You're a do-it-yourself type who's always looked forward to homesteading -- and now you're ready to start building your new house. You've bought hillside property so you can have a walkout basement for extra living space. You may be trying to decide whether to do the basement excavation and construction yourself or to hire a professional. It's smart to think about hiring an excavating contractor, since walkout basements have particular issues that can lead to wall failure if not constructed properly.
Excavating Services You May Want
An excavation company typically does much more than dig holes for construction projects. The contractor you hire likely can do the concrete work for your basement in addition to digging out the space and backfilling the exterior of the basement. The basement construction will include insulation and waterproofing.
If you own unimproved rural property, you may want the excavation contractor to install your septic system.
Combining all this work with one company can lead to substantial price discounts, as well as allowing you the time to work on other projects as you get ready to build your house.
Potential Structure Problems
A standard basement is located almost entirely underground with all four sides having relatively equal amounts of pressure on the exterior. With a walkout basement, the back corners intrinsically have substantially more pressure than the front corners. That can lead to cracks and even to complete wall failure if the backfilling is not accomplished with certain strategies.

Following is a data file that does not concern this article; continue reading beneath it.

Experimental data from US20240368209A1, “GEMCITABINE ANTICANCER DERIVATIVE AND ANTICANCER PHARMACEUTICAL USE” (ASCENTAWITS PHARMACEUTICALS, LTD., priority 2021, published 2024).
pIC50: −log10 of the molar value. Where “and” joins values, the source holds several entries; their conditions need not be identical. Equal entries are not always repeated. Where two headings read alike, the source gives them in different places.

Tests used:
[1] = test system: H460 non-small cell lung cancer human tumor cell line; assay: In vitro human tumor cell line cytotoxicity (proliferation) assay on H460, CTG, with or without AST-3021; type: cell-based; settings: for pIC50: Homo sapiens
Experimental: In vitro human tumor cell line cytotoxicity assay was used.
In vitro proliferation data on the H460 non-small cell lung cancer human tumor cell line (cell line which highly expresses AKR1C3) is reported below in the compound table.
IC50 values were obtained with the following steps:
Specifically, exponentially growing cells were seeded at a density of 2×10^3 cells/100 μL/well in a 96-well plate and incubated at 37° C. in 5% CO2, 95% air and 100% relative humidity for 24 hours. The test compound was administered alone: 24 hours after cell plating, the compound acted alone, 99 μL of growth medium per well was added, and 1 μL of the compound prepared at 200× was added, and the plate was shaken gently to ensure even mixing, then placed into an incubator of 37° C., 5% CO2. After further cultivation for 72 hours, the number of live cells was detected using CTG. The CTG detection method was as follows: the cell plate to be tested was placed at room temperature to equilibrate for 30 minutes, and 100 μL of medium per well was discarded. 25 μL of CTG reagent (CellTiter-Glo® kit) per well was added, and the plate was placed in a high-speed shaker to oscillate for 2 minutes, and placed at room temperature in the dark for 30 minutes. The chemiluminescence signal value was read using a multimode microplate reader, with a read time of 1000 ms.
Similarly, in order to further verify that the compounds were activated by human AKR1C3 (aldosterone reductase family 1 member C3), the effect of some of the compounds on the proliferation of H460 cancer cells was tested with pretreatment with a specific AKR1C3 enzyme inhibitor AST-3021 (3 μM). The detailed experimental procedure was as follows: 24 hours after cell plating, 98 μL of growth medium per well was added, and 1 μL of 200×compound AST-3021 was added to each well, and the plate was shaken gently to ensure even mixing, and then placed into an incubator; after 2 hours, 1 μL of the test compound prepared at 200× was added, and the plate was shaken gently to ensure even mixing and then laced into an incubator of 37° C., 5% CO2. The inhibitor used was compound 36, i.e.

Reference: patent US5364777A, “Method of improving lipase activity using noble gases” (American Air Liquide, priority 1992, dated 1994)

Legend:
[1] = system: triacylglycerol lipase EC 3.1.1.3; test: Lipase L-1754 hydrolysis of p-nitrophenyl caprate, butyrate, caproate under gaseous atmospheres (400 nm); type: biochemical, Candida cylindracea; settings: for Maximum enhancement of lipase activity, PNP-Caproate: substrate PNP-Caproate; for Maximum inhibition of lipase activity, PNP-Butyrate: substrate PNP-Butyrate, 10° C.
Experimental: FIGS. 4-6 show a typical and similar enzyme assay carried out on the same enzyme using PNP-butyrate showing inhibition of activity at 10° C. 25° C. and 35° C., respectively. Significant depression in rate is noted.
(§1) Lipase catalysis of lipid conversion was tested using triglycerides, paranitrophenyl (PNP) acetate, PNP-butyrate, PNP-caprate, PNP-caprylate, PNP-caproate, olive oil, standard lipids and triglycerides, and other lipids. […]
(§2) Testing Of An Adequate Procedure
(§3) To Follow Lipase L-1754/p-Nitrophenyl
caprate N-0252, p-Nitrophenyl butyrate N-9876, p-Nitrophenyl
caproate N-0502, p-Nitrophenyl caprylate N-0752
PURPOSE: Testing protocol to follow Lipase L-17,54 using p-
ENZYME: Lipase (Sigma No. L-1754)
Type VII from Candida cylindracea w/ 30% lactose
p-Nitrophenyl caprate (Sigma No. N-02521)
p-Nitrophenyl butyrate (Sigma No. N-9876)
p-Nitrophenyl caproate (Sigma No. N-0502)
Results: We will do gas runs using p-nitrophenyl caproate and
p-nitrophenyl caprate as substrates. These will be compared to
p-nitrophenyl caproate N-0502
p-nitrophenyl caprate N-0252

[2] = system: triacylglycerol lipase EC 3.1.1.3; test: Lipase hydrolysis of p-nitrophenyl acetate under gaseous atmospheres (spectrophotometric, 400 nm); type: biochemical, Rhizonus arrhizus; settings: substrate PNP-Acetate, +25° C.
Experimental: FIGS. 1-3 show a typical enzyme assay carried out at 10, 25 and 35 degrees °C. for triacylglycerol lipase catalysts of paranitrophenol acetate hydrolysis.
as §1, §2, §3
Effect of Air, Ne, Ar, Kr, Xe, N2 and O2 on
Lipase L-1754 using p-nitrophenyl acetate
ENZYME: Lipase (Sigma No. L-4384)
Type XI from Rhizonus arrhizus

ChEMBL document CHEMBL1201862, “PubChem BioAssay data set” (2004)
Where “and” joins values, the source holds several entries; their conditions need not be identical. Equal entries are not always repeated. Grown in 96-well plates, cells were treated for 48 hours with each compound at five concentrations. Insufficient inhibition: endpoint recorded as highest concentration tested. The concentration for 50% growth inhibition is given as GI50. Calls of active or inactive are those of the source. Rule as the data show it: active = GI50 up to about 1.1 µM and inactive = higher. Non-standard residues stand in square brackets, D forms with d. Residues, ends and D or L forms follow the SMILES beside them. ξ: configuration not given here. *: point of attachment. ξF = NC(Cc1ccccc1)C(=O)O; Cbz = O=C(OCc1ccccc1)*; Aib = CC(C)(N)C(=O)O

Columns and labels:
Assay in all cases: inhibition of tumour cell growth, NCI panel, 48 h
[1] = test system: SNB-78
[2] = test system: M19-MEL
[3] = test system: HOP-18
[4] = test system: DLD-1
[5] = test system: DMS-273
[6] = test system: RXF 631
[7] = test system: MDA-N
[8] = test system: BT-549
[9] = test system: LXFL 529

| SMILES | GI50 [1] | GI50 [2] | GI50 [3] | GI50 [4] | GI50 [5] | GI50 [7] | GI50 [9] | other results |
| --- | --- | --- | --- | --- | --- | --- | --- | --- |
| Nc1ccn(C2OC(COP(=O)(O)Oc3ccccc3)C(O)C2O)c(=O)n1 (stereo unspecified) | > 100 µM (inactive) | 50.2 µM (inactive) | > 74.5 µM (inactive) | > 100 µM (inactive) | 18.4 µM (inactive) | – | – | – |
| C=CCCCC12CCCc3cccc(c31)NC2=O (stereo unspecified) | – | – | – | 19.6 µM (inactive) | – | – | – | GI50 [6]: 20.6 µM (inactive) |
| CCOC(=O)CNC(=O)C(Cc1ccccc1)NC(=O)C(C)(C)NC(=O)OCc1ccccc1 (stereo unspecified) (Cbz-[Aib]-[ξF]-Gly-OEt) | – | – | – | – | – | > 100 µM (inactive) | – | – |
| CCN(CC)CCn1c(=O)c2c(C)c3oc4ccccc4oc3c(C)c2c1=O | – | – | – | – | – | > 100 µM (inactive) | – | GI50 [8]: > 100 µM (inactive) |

An effective technique is to use a certain amount of crushed rock as fill. The excavating contractor creates a structural area that relieves horizontal pressure from the surrounding soil. Crushed rock also is important in keeping water away from walkout basement walls.
Since your property is located on a hill, your basement is automatically susceptible to problems with rainwater running down the hill and seeking places to drain. If you're building on land that is a bit swampy, you've got added problems.
Your excavating contractor can build a suitable drainage system that includes drain tile to direct water away from the building and down a slope. If this is not practical, the tile can direct water to a sump pump system.
A sump pump typically runs after heavy rain and as snow melts. The crushed rock fill allows water to swiftly flow downward to the drain tile and into the sump pit. Without this type of system, soil holding water puts too much pressure on the walls on one side of the building. That can cause cracks and bowing.
Cracks also can occur when temperatures plummet and water freezes against the basement walls.
In addition, the contractor will grade the land around the house so rainwater moves away from it. Building a retaining wall uphill from the house may be advisable. A drainage trench is another option. Otherwise, you're essentially forcing your uphill basement wall to function as a retaining wall.
There's also the matter of insulation to consider. Since you'll be using the walkout basement for living space, you need to heat it. Concrete is not a good material for holding in heat, which is why insulation is important. Your excavating contractor can insulate the walls so you don't lose excessive amounts of warmth to the outside.
A standard basement has ceiling insulation to keep the upstairs floors warmer. In a walkout basement, the ceiling does not need insulation because heat naturally rises and keeps the house floors warmer during cold temperatures.
Contact some excavating companies in your area and learn about the services they offer. Have them come to your property to work up an estimate on fees for all the work you want done. By relying on a skilled and experienced professional, you'll have peace of mind knowing the job will be done right.